In 2020 KNWSA worked in partnership with PEI Forests, Fish and Wildlife to monitor North American river otters in the Kensington North region. This year, we were excited to receive funding through the Wildlife Conservation Fund (WCF) to continue and expand our monitoring efforts. As we approach the end of this project, we’re excited to share our results!
American River Otters are native to PEI, however, became extirpated (locally extinct) on the island as a result of habitat loss and increased demand for furs in the 19th century. Although there has been some interest from trappers in the past, there has been no deliberate attempt to reintroduce the native species to the island. This makes the recent sightings of river otters even more exciting as natural re-establishment is fairly uncommon!
Remote cameras were used as our primary method of monitoring to ensure evidence could be shared and confirmed in a case of uncertainty. The cameras use a passive infra-red (PIR) detector which is triggered by a moving heat source (animal) to take a photo. In order to photograph otters, we had to ensure that the cameras were placed strategically, in their preferred habitat.
A total of ten cameras were installed from May to November. Five of which were located next to barrier ponds along the north shore and of those, four captured evidence of otters. One camera even captured three otters at one time! Another five cameras were installed farther south in locations such as Indian River and had no evidence of otters, however, recorded photos of other wildlife including beavers, herons, and lots of raccoons.
Identifying wildlife signs, including tracks and scat, is another minimally intrusive monitoring technique. The otters’ distinctive silvery scat, composed of fish scales, was collected from the north shore sites and delivered to the PEI Fish and Wildlife division for DNA analysis.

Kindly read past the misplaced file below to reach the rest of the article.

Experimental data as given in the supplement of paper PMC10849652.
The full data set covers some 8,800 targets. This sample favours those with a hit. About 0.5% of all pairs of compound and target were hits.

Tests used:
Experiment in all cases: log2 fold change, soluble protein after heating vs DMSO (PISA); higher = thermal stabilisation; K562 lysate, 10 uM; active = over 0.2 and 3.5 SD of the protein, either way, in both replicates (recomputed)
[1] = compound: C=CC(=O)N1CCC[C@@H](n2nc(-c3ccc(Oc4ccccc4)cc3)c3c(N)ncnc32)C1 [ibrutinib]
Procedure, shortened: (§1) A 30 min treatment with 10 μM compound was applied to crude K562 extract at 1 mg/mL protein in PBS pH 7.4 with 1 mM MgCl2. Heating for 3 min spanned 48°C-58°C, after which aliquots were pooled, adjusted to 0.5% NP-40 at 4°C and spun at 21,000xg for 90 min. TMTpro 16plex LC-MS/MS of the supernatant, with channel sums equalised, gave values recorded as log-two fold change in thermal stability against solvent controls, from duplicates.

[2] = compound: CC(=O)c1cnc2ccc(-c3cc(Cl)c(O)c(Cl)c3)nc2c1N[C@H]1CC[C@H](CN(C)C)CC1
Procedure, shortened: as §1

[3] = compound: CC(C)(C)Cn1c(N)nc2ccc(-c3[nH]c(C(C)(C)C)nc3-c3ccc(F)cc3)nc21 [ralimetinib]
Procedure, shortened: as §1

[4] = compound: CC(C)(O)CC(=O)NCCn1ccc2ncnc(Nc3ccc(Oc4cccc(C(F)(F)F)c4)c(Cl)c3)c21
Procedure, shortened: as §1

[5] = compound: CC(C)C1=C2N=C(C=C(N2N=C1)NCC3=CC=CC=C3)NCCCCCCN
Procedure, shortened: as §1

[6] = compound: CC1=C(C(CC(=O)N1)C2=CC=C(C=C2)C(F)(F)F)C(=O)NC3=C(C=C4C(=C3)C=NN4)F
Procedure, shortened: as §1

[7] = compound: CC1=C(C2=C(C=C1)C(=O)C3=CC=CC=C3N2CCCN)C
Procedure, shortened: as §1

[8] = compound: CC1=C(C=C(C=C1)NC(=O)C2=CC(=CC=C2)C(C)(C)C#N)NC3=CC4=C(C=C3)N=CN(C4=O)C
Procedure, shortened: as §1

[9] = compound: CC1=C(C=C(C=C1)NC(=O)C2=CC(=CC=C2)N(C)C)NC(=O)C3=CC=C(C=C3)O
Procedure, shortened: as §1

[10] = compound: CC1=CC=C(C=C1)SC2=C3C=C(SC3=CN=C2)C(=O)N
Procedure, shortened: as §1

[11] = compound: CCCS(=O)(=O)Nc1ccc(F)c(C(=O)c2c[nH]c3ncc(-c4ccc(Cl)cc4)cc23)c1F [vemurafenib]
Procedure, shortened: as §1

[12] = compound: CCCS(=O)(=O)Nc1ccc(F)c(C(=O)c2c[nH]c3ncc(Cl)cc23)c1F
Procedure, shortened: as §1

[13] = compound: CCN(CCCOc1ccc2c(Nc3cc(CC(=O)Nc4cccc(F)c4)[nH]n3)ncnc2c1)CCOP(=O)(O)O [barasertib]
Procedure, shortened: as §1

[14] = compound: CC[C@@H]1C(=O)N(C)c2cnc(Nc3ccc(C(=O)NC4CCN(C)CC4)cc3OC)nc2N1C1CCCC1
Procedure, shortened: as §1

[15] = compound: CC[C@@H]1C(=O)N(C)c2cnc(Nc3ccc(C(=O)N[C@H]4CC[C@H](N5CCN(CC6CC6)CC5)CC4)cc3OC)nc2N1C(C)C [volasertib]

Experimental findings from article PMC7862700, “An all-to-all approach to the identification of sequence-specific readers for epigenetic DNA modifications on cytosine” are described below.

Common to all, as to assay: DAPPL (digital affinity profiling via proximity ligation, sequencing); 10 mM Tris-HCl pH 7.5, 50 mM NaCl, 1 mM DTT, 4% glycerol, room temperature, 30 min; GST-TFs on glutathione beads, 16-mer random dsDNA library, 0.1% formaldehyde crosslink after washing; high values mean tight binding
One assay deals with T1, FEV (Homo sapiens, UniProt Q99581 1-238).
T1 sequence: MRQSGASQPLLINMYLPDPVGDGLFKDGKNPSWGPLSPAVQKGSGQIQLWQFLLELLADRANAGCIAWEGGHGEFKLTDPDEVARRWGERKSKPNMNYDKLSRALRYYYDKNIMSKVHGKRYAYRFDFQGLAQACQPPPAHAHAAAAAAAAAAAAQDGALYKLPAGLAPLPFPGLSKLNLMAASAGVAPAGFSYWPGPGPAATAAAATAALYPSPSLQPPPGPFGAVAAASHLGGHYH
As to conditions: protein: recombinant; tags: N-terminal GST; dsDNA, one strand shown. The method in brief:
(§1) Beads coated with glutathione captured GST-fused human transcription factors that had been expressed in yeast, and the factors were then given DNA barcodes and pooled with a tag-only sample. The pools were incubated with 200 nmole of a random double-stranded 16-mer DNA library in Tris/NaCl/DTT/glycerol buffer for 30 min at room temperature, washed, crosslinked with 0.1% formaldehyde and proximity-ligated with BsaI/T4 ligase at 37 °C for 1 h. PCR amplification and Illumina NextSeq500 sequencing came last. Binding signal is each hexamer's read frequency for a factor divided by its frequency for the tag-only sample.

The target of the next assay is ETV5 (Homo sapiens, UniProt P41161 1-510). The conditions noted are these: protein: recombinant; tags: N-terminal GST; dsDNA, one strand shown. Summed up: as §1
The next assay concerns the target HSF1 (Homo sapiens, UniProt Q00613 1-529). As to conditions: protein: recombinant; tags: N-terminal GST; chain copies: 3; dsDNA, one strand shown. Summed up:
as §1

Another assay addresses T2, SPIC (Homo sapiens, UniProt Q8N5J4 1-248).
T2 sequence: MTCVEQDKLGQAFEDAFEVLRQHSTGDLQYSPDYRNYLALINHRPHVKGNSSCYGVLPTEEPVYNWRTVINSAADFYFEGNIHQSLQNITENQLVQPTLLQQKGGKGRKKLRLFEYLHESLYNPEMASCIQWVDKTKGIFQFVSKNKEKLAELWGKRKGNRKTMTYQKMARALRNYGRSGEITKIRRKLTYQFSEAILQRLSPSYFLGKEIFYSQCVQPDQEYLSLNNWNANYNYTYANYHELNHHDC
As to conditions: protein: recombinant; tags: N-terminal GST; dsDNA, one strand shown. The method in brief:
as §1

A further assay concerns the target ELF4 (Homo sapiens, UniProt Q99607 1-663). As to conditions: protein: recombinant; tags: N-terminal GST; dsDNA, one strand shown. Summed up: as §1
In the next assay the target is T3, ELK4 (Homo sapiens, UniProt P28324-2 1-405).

The focus of this project is to determine how widespread and established otter populations are in the Kensington North region and to develop best management practices for using remote cameras to monitor wildlife. If you have any wildlife sightings, whether they were taken with a remote camera or not, you can share them online at www.peinaturetracker.ca.
This project was funded by the Wildlife Conservation Fund, which provides financial support to groups across PEI working to benefit wildlife and wildlife conservation. WCF funding comes from annual conservation fees incorporated into PEI licences for hunting, angling and trapping, and Conservation Plates purchased for motor vehicles in PEI. If you would like to support more projects like this, consider purchasing a conservation license plate!
Published in The County Line Courier, December 2021 edition